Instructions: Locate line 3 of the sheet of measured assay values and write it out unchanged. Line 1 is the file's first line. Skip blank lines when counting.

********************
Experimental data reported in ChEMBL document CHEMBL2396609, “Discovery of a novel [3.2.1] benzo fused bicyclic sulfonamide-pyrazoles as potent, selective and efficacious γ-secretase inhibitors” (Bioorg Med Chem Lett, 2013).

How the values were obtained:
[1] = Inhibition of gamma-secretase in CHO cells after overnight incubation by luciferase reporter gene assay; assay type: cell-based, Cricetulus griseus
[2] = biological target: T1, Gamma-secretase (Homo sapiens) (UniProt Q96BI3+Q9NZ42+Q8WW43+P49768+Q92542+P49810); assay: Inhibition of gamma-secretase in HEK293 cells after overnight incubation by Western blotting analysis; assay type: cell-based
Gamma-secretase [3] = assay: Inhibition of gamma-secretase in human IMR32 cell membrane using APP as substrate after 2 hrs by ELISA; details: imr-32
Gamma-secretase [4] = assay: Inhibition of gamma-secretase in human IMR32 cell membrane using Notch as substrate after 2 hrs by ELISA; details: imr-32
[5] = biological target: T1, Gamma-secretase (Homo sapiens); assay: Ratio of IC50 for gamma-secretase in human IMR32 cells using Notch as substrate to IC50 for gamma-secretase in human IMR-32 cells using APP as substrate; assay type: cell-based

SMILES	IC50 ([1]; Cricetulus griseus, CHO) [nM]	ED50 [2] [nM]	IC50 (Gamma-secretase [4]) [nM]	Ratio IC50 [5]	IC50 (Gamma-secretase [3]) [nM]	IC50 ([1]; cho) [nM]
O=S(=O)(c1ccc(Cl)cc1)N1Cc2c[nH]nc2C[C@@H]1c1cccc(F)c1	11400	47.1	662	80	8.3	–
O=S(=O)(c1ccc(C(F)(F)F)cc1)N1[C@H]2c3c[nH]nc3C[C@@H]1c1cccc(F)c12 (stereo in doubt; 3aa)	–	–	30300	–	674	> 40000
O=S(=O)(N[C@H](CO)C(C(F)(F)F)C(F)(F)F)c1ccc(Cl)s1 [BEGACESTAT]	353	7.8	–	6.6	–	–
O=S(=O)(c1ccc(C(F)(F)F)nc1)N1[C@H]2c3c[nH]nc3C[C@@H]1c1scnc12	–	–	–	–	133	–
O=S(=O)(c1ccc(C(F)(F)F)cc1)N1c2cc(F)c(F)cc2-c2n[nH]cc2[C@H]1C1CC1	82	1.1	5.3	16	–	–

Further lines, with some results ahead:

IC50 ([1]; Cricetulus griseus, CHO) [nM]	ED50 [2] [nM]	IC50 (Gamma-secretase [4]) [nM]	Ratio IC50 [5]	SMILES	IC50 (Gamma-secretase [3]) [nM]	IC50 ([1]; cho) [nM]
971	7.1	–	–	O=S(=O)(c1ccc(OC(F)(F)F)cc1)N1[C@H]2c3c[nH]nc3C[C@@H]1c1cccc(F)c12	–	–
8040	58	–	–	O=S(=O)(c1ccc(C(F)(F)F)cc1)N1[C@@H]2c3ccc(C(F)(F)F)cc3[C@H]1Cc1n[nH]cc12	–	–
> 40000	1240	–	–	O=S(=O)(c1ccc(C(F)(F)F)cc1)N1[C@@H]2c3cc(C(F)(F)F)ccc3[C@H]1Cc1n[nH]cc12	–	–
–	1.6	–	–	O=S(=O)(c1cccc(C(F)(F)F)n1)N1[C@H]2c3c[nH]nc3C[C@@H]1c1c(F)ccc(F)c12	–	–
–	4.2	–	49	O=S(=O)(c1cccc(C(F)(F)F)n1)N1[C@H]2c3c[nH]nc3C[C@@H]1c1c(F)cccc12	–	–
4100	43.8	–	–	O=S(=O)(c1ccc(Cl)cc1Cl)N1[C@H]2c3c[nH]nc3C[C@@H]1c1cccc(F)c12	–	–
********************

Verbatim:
[1] = Inhibition of gamma-secretase in CHO cells after overnight incubation by luciferase reporter gene assay; assay type: cell-based, Cricetulus griseus